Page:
Saving Dotel for Righties

A huge part of the Cardinals’ postseason success thus far can be attributed to their bullpen. In particular, journeyman right-hander Octavio Dotel, who was picked up by St. Louis at the trade deadline, has looked dominant during October; as of Sunday, he has thrown 9 innings over 9 games, allowing three hits, two runs, a walk, and a hit batter while striking out 11.

Dotel has two pitching characteristics that have helped make him more effective against right-handed hitters than against lefties: for one, he throws from a ¾ angle, which typically makes it easier for opposite-handed batters to see the ball out of the pitcher’s hand. Also, Dotel does not utilize a changeup or splitter in his repertoire, so he does not have a pitch that moves away from lefties to complement his fastball/slider/curveball arsenal. Dating back to 2002, Dotel has stellar against right-handed hitters and less-so against lefties:

    PA   ERA   K%  BB%
LHB 1013 3.92  23% 13%
RHB 1380 2.95  34%  8%

And if we look at some PITCHf/x stats, for which we have data back to 2008, we have some more strikeout-related metrics to back up this claim:

     Fastball#  Fastball Whiff%  Breaking Ball#  Breaking Ball Whiff%
LHB  1213       22%              234             28%
RHB  2323       31%              530             37%

This has made Dotel’s managers (and there have been plenty of them) more willing to throw him against righties, to varying extents (data below are since 2008, and all are for regular season games except for the last row):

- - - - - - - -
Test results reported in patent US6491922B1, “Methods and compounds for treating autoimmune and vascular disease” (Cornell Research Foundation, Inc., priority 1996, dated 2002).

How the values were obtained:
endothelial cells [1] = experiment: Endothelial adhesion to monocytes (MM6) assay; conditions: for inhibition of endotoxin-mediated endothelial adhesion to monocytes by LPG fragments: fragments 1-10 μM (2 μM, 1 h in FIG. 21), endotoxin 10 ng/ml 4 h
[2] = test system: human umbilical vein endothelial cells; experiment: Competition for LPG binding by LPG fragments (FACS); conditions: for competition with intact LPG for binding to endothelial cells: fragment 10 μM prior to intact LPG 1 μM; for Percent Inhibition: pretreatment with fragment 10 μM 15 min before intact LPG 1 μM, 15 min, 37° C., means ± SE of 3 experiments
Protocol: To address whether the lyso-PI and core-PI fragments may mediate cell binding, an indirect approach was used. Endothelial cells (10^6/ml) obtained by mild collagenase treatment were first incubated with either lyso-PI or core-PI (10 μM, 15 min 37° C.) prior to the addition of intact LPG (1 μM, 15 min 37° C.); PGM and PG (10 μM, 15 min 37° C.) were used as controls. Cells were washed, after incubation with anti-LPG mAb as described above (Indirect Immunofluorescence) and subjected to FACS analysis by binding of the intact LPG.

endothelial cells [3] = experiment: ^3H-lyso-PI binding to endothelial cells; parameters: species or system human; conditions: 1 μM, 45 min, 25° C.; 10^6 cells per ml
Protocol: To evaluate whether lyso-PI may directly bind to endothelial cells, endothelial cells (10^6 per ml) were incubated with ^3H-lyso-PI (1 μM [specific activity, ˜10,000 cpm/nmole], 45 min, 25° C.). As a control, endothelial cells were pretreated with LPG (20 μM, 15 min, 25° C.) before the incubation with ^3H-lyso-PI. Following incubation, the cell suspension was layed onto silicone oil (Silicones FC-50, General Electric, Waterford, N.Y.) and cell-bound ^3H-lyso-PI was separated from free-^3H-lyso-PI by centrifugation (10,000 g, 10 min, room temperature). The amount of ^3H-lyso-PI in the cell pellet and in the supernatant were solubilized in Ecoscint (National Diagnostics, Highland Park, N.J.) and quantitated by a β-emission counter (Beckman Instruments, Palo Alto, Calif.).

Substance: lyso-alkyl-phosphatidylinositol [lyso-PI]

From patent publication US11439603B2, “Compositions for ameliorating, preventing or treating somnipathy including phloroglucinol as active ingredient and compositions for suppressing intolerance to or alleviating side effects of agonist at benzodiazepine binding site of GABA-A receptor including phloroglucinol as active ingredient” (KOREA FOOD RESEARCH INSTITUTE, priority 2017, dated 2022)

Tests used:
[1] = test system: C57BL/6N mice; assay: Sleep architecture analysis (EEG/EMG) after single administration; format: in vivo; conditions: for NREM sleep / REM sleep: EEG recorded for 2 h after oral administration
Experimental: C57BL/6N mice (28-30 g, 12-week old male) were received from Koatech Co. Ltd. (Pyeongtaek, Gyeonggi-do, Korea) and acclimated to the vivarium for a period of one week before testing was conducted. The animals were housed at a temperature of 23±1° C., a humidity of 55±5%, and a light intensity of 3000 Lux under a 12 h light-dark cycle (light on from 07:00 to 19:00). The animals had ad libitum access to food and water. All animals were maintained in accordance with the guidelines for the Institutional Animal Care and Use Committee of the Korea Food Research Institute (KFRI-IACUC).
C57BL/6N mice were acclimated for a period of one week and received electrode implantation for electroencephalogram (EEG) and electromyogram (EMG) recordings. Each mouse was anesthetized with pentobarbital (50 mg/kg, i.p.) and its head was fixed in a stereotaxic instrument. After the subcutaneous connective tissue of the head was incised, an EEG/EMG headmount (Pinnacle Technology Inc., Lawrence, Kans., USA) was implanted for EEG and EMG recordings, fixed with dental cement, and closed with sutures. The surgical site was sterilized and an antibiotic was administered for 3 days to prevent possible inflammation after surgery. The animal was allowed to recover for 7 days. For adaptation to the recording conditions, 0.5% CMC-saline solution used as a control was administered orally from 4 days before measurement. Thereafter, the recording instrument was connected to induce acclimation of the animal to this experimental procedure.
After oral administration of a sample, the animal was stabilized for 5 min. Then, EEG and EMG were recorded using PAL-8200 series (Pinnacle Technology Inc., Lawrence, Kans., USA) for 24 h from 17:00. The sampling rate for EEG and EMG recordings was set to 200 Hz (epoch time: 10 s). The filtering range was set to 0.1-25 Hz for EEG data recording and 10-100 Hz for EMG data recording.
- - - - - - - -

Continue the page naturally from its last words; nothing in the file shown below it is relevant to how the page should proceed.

PA    RHB%
Chicago         537   68%
Pittsburgh      170   55%
Los Angeles     77    64%
Colorado        28    71%
Toronto         112   60%
St. Louis       96    63%
'11 Postseason  33    79%

Note that Dotel served as the Pirates’ closer at the beginning of 2010, so he faced a higher percentage of lefties than he has in his standard setup role.

Tony La Russa, never afraid to make a pitching change, has used Dotel against a right-handed hitter in 26 of 33 total plate appearances this postseason. While it may not be necessary for all relievers, La Russa’s short leash with Dotel against opposite-handed batters seems to be a good strategy.



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Bob Loblaw
Member
Bob Loblaw
4 years 11 months ago

Lucas – in your first data chart, something looks a little funky…

His K% against righties was only 8% and his walk rate was 34%!?!?!

Did you get those backwards?

IvanGrushenko
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IvanGrushenko
4 years 11 months ago

How is ERA vs L and vs R calculated?

Yirmiyahu
Member
Yirmiyahu
4 years 11 months ago

Not sure, but I’d guess it’d be based on earned runs and outs that occurred while a R/L hitter was at the plate.

CircleChange11
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CircleChange11
4 years 11 months ago

Tony La Russa, never afraid to make a pitching change, has used Dotel against a right-handed hitter in 26 of 33 total plate appearances this postseason.

… but forgot to bring him in to face Mike Napoli with 2 guys on, trailing 1-0.

Mitchell F Boggs.

If a reliever was really good at get LHB and RHB out then he’s be [1] a closer, [2] a strarter, more times than not.

phoenix2042
Member
Member
phoenix2042
4 years 11 months ago

TLR should have stashed Scrabble (because i cant spell his name) in the outfield and brought in a righty to face napoli, then brought scrabble back in for the second lefty. and why did he bring in lance lynn to face only one batter… and to intentionally walk that one batter? that seemed a little bit absurd to me, especially considering they were trying to make it to extra innings, so burning a multiple inning reliever makes no sense.

Spaldingballs
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4 years 11 months ago

Most awesome thing about this: the number of teams Dotel has been on since 2008. Wow.

Will H.
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Will H.
4 years 11 months ago

Leave it to the Bucs…

Slats
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Slats
4 years 11 months ago

Doesn’t matter to Michael Young.

Matty Brown
Member
Member
Matty Brown
4 years 11 months ago

…just don’t use him for intentional walks…

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